Friday, August 24, 2012

RACE 101 Achieves Competitive Milestone

The RACE 101 house car.
RACE 101 reached an unlikely milestone in the early morning hours of August 19th. When the checkered flag flew over the 150-lap Late Model feature at Southern National Motorsports Park, the race car designed and prepared by RACE 101-founder Tony Blanchard, crew chiefed by RACE 101-graduate Howard Gage and driven by RACE 101-graduate Luke Whitteker crossed the line in 10th place, on the lead lap.
“We have a lot to be proud of,” said Blanchard after the race. “It’s hard to put into words what this race means to me and the school. I’m not sure I even understand how much it means yet.”
Success in racing comes at a cost. Financially, emotionally, physically and mentally, racing takes its toll on even the toughest competitors. Saturday’s finish represented years of planning by Blanchard, and the obstacles the team overcame along the way were staggering.
RACE 101 is unlike most other ‘driver development’ programs in the industry. Aspiring racers pay between $2,500 and $5,000 to enroll in the one-year program, and their education includes studies in the race car physics, mechanics of the sport, public relations, marketing and media. The program also provides students an opportunity to test in a Late Model. One student among the graduates is named premier driver, and they receive an opportunity to compete in the Blanchard-designed Super Late Model.
“Financially, the concept makes no sense,” admits Blanchard. “The notion of taking a $60,000 race car to the track -- with an unproven driver to compete at these speeds, with no damage clause and no cost to the driver aside from his pit admission -- is ridiculous. And we did it.
“When we created this program, the idea was to help aspiring racers. Young drivers need knowledge to succeed, but they also need hope. Where in the world can you spend $2,500 to learn about our sport, get the opportunity to test a Late Model and go racing in top notch equipment?
“Right here. That’s where.”
In addition to fielding its own house car, RACE 101 also helps other teams improve and refine their on-track performance.
RACE 101 founder Tony Blanchard
“RACE 101 is a huge part of our program,” said Dave Moody, Sirius XM NASCAR Radio host and owner of Godfather Motorsports, which fields entries on the Pro All Stars Super Late Model and CCS Limited Super Late Model Series’. “Their technical resources and diagnostic equipment far surpass what most teams have at their disposal, and we learned more in an afternoon at Tony Blanchard’s shop than would could have learned in a year of trial and error at the race track.”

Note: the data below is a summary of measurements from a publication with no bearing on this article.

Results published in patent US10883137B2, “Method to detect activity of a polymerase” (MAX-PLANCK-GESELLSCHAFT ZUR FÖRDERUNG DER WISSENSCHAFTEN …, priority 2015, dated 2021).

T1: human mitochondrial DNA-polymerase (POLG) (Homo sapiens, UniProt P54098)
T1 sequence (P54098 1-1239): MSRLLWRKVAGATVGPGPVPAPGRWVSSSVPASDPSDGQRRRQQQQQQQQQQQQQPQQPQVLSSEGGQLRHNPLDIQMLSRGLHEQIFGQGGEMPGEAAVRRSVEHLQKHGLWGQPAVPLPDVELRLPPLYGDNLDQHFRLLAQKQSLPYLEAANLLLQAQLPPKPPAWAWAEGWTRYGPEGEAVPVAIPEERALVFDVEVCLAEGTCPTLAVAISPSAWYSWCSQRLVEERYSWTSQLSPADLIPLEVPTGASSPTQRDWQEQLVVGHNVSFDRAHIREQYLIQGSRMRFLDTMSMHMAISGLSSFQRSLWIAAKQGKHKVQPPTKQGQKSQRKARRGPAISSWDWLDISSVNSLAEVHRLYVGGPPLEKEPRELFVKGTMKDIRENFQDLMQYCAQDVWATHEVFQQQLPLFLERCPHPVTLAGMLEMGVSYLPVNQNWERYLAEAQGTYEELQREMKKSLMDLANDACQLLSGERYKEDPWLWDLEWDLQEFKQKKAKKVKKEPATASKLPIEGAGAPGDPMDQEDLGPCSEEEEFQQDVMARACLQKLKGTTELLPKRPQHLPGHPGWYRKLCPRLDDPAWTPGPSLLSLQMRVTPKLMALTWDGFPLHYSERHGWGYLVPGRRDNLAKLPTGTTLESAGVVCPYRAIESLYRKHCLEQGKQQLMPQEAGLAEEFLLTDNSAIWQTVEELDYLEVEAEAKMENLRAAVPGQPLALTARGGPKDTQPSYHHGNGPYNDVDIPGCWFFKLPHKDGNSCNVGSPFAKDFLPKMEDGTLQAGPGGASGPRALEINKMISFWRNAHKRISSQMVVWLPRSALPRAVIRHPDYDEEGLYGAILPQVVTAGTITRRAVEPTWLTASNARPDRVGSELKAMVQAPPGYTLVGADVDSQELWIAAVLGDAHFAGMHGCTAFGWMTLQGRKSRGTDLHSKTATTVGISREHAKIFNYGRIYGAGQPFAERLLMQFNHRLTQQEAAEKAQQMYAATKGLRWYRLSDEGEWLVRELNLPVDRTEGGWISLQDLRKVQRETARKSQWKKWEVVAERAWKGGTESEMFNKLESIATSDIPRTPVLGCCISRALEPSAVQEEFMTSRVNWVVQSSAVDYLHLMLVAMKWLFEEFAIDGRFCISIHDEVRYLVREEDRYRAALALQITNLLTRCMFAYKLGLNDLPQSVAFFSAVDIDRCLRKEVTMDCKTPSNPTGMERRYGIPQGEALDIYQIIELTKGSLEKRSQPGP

Based in Denver, North Carolina, RACE 101 is in its third year, with a class of more than a dozen eager racers from across North America. While the Southern National event was not the first for the RACE 101 house car, it personified the goals of the program.
“Howard Gage played a huge role in the car competing this weekend,” said RACE 101 instructor Adam Ross. “He’s been a big part of RACE 101 since he graduated as part of our inaugural class. Without him, the car would never have taken the green flag.”
Whitteker pounded the back stretch wall in practice on race day, and Gage methodically put the machine back together in time for the team to compete.
“It was a big relief to see the race start,” said Gage. “Watching our car out there, mixing it up with the veterans despite having a driver with minimal asphalt experience behind the wheel felt pretty good.”
While the team finished 10th, Blanchard said their finishing position was less important to the team that the fact that they persevered and got to the finish line under trying circumstances. “Getting to the finish was the reward,” he said. “It just so happens that nine drivers got there first.”
Next month, Whitteker will return to North Carolina to compete for the final time in Blanchard’s specially-designed Howe race car with McGunegill horsepower. He will arrive at the track with his helmet, entry fee, and the enthusiasm of a driver who earned his shot to race; just the way Blanchard envisioned.
For more information on the RACE 101 program, visit

1 comment:

  1. What a great concept! I hope they continue to do well and improve - the racing world can surely use the help!